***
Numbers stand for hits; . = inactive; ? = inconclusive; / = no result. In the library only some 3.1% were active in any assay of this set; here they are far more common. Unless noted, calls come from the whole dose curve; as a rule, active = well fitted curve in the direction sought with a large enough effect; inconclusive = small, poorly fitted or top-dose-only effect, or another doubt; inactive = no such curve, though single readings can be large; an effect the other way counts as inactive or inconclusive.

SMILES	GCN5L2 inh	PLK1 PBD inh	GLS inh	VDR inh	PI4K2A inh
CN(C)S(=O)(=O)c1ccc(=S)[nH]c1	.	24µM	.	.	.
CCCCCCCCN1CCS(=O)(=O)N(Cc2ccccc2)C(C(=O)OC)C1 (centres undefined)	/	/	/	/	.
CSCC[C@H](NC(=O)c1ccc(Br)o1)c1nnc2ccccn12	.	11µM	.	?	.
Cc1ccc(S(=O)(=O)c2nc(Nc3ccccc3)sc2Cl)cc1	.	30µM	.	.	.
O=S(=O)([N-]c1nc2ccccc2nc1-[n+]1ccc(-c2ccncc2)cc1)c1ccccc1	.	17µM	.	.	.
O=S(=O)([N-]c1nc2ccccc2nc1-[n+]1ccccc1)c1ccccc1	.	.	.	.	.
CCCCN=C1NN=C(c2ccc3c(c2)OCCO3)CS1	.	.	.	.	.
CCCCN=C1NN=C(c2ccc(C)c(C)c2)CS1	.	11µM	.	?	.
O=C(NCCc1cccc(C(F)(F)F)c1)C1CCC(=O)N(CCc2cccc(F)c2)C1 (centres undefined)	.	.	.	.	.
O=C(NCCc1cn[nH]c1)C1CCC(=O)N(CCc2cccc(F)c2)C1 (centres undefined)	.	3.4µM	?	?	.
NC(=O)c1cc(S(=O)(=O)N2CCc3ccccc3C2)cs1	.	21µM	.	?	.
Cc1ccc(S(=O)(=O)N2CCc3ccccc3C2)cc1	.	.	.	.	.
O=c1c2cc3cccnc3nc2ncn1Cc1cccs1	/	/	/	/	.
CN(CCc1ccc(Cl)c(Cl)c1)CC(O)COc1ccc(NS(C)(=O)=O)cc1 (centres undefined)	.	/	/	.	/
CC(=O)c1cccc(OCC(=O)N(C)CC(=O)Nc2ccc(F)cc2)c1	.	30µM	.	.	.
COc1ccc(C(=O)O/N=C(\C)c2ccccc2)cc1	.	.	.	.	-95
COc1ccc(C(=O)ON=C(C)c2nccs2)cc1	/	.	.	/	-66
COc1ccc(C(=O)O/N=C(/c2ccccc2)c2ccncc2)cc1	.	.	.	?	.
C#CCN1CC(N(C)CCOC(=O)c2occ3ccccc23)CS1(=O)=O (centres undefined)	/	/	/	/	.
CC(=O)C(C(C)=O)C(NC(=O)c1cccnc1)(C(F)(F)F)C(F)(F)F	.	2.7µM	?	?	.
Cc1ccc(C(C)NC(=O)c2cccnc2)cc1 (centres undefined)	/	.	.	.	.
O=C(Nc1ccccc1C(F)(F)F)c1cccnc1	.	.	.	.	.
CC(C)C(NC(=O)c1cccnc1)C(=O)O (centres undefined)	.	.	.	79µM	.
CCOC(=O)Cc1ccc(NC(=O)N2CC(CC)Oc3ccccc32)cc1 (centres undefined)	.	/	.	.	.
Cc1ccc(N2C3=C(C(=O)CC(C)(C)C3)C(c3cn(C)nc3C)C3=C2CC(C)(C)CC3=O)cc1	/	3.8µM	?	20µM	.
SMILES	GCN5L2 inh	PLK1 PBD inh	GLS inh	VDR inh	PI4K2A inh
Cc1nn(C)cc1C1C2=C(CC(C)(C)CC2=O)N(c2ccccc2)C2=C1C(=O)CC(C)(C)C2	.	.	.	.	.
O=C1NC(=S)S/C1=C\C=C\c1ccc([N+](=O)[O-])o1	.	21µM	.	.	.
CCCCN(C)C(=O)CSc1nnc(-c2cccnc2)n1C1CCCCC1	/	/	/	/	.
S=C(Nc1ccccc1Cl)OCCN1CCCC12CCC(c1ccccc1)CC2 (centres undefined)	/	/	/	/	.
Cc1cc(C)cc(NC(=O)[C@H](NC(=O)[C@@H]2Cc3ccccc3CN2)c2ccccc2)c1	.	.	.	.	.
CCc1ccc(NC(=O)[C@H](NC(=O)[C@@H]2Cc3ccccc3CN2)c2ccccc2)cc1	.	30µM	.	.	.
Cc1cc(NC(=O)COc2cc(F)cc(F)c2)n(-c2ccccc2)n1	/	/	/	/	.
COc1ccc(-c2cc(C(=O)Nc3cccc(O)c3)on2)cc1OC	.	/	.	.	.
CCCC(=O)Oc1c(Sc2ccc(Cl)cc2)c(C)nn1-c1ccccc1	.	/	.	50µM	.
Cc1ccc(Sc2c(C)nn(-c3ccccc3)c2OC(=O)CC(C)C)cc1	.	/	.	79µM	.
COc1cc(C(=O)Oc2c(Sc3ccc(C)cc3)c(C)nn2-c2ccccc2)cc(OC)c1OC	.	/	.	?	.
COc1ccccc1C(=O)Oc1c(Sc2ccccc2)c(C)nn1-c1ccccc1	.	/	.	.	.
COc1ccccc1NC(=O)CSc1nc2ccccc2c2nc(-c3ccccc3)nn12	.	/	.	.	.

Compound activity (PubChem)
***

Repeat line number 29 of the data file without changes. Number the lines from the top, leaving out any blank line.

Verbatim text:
Cc1nn(C)cc1C1C2=C(CC(C)(C)CC2=O)N(c2ccccc2)C2=C1C(=O)CC(C)(C)C2	.	.	.	.	.